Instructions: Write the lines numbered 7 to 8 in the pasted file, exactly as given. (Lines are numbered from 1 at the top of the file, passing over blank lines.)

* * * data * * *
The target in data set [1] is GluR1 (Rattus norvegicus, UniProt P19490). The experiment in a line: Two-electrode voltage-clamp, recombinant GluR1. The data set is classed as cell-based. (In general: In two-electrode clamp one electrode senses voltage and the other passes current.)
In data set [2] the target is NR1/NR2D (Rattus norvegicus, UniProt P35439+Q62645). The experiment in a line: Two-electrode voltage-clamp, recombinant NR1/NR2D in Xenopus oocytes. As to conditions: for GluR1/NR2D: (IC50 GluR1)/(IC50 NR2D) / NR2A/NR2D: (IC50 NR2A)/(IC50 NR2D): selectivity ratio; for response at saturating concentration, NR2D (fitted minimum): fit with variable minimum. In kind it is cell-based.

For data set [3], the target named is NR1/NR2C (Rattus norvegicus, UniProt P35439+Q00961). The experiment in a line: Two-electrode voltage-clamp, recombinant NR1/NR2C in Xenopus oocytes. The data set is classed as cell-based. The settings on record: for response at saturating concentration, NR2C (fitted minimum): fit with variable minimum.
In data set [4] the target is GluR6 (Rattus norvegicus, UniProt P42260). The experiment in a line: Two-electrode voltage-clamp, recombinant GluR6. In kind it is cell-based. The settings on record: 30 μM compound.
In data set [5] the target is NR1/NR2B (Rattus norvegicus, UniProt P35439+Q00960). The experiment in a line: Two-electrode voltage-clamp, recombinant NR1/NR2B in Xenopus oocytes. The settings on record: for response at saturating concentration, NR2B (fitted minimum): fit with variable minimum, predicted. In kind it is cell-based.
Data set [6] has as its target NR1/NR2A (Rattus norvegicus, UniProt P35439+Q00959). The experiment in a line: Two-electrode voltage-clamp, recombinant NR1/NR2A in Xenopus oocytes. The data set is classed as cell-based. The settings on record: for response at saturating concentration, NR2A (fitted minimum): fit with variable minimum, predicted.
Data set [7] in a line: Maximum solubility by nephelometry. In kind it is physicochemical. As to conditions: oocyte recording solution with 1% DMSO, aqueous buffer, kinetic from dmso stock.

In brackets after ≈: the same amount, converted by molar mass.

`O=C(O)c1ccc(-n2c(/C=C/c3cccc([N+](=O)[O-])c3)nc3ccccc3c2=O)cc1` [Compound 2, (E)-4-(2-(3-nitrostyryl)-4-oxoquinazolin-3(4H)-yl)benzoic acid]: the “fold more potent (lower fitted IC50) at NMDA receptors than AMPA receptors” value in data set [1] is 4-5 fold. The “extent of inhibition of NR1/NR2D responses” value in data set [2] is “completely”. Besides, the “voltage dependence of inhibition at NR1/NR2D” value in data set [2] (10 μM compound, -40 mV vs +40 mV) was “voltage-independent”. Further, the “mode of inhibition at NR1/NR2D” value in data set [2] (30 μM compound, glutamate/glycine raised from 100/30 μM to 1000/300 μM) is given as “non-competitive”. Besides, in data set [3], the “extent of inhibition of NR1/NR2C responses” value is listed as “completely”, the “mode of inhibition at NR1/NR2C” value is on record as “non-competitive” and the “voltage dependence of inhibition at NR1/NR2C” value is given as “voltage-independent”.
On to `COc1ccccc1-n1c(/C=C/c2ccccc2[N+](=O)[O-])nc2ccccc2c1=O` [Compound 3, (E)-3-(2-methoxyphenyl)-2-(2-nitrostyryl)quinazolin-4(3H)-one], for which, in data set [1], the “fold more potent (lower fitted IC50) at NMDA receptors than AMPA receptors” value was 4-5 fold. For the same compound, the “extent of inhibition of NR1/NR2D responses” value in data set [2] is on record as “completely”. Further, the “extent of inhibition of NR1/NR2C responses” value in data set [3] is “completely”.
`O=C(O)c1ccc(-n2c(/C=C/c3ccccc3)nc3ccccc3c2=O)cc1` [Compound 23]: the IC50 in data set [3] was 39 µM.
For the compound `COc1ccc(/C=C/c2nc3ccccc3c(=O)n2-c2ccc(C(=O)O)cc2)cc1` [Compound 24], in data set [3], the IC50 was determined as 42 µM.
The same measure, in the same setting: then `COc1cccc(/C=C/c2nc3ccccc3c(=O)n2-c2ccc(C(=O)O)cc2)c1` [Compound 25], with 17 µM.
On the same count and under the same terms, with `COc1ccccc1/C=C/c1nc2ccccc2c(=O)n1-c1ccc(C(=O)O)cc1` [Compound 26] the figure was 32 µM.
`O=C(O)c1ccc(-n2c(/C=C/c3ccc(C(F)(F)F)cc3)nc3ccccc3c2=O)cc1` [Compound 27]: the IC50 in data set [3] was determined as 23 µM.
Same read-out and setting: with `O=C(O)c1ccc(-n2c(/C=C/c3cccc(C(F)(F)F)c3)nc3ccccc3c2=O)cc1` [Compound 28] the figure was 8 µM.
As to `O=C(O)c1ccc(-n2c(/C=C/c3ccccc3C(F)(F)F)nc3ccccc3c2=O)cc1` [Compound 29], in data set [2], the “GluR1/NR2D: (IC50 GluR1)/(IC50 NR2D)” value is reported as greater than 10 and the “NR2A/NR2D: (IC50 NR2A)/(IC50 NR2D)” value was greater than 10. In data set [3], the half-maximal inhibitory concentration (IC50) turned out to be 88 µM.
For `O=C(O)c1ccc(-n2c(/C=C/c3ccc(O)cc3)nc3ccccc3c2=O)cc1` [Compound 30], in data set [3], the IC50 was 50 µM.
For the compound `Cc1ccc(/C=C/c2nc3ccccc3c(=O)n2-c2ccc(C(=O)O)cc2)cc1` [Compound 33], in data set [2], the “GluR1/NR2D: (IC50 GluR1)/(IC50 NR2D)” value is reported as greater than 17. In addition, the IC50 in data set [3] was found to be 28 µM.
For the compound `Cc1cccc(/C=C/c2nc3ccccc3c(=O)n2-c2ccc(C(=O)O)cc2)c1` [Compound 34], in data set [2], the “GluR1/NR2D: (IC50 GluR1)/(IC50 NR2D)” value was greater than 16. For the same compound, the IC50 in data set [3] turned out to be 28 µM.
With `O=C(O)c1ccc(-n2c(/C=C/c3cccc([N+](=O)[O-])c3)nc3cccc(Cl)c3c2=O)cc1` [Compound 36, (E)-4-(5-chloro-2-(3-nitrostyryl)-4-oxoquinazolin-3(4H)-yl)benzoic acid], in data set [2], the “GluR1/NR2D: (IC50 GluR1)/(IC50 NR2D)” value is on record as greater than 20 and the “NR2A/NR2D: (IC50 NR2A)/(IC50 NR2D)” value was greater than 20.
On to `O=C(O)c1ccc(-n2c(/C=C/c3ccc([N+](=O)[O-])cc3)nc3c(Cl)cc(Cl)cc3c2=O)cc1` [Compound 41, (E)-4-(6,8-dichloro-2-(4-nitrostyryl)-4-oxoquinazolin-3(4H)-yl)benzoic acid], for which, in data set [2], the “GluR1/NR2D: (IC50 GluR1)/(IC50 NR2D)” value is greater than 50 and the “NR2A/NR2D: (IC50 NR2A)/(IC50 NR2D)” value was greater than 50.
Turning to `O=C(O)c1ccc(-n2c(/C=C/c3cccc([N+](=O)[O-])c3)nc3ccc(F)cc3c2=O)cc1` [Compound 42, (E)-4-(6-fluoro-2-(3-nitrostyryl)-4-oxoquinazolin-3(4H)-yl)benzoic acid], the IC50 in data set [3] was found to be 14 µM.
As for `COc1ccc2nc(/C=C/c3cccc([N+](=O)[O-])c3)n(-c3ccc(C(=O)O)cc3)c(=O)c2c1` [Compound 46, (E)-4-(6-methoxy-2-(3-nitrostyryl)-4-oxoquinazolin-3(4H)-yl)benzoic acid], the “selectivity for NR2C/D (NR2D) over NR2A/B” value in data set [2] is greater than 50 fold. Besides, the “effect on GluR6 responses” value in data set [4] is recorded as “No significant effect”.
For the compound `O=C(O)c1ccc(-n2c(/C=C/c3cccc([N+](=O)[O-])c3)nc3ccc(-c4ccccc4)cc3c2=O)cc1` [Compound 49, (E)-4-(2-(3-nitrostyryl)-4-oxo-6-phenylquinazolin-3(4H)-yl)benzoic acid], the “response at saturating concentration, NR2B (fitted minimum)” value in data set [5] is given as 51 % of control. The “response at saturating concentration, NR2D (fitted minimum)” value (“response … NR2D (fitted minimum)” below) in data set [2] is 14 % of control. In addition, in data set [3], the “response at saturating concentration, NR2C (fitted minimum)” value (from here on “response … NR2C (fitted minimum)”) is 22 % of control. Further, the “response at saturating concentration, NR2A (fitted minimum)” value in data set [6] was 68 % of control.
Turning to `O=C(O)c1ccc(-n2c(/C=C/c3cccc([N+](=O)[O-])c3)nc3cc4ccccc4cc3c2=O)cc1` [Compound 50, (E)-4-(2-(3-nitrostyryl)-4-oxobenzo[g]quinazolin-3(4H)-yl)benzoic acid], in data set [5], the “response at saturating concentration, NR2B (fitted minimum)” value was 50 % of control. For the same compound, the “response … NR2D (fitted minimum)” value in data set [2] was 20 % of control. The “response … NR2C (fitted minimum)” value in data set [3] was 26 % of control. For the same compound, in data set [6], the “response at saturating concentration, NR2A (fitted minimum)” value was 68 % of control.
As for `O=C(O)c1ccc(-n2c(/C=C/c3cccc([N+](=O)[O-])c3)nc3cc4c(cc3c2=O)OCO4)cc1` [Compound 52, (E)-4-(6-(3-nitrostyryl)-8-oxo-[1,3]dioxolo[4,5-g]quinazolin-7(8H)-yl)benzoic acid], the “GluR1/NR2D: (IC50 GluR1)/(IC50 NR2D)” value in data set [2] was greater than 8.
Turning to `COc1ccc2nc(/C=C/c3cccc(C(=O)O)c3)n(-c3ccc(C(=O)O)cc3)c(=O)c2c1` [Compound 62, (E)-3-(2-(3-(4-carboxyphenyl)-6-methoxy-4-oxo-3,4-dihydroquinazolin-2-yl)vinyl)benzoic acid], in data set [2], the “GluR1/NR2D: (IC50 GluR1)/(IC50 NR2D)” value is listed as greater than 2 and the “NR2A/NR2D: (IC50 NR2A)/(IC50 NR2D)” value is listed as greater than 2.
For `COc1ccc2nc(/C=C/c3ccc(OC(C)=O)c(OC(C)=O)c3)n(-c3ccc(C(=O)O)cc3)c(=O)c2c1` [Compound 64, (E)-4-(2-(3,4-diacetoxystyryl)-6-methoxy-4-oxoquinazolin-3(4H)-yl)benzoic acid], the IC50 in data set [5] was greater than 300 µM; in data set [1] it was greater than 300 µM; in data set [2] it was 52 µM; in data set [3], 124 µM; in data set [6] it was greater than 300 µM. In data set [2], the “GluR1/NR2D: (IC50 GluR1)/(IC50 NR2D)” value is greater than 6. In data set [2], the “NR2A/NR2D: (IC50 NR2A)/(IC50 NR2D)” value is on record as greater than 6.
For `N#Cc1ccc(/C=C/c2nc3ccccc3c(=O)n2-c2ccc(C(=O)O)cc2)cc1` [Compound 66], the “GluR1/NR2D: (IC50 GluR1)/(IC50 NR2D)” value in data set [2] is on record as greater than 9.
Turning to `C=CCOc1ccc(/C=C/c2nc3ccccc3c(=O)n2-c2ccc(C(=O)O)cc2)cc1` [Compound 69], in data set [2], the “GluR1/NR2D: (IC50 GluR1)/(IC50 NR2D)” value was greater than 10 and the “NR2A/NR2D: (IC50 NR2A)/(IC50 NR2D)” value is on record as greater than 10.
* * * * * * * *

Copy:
Data set [7] in a line: Maximum solubility by nephelometry. In kind it is physicochemical. As to conditions: oocyte recording solution with 1% DMSO, aqueous buffer, kinetic from dmso stock.

In brackets after ≈: the same amount, converted by molar mass.